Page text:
A Case of Torsion of Gravid Uterus Caused by Leiomyoma
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Rotation of the pregnant uterus is common during pregnancy but rarely exceeds 45 degrees and is most often to the right. When the uterus rotates on itself, its blood supply decreases, which is called uterine torsion. Uterine venous obstruction causes increased pressure in placental cotyledons leading to abruption and fetal distress. When it progresses to uterine artery obstruction placental perfusion reduces which can lead to fetal demise. Uterine leiomyoma complicate 1.4% of pregnancies. Myoma complication depends on their location and size. These include red or carneous degeneration presenting with fever and leucocytosis and torsion of subserosal myomas. In this case, one-sided large intramural myoma caused uterus to rotate 180 degrees.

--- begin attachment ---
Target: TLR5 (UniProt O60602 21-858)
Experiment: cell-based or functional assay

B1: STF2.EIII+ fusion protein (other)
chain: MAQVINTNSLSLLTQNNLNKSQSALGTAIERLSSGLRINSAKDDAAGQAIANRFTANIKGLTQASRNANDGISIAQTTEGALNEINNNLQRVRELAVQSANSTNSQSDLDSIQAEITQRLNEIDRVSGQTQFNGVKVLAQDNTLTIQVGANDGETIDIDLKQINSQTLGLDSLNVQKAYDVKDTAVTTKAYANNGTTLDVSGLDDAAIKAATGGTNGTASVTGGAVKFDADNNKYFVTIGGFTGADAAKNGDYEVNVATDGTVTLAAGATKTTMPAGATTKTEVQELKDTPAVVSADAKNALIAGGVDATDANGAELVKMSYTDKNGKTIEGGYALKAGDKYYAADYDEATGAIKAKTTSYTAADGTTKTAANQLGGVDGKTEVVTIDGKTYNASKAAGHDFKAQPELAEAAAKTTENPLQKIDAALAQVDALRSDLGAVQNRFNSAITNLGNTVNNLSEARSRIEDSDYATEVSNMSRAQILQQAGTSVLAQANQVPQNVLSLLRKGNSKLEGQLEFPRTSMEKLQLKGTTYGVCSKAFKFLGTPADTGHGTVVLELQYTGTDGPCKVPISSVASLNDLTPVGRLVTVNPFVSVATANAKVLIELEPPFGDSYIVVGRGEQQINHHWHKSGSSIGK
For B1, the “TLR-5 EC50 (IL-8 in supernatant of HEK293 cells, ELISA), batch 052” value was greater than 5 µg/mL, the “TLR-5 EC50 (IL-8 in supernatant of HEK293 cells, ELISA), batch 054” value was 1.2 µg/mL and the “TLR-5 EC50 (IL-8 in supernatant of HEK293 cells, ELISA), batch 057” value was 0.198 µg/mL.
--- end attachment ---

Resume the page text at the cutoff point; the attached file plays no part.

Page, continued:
Case Presentation
A 25-years-old primigravida at 38 weeks of gestation reported to our hospital with severe intermittent and colicky abdominal pain of one-day duration. It started acutely but gradually increased in intensity involving all the abdomen. On examination, the patient was hemodynamically stable and afebrile. The uterus was term size and tender on palpation. A large mass of 10 × 10?cms was palpated on its right upper part. On vaginal examination os was 1?cm dilated and 30% effaced. Nonstress test (NST) was reactive on admission. Hemogram was normal and ultrasonography (USG) showed a single live intrauterine fetus with cephalic presentation with an intramural fibroid 10 × 10?cms on the right fundal region. Magnetic resonance imaging (MRI) confirmed the findings but torsion was not suspected since the classical sign on MRI was not seen as the films were not taken at the level of the vagina. Carneous degeneration of the fibroid or abruption placentae was suspected....